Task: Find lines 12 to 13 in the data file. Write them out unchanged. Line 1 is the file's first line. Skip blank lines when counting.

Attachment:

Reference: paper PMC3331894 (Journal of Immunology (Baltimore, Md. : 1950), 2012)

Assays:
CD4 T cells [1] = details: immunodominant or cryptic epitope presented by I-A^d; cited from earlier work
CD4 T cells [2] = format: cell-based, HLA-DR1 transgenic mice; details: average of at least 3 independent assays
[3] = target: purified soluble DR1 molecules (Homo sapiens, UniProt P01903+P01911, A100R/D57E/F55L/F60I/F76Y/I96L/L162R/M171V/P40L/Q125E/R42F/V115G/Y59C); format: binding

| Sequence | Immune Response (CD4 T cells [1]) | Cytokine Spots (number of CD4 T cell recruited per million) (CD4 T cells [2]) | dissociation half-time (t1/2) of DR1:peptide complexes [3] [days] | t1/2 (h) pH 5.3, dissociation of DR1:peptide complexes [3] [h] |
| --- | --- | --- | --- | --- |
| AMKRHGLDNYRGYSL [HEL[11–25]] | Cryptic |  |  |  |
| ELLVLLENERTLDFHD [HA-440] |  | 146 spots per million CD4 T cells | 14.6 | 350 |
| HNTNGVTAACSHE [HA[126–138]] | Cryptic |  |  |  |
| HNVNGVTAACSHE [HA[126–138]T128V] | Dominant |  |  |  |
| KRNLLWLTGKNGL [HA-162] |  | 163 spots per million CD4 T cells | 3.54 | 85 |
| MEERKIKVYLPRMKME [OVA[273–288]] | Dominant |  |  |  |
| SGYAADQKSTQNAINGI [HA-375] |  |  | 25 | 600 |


| KRNLLWLTGKNGL [HA-162] |  | 163 spots per million CD4 T cells | 3.54 | 85 |
| MEERKIKVYLPRMKME [OVA[273–288]] | Dominant |  |  |  |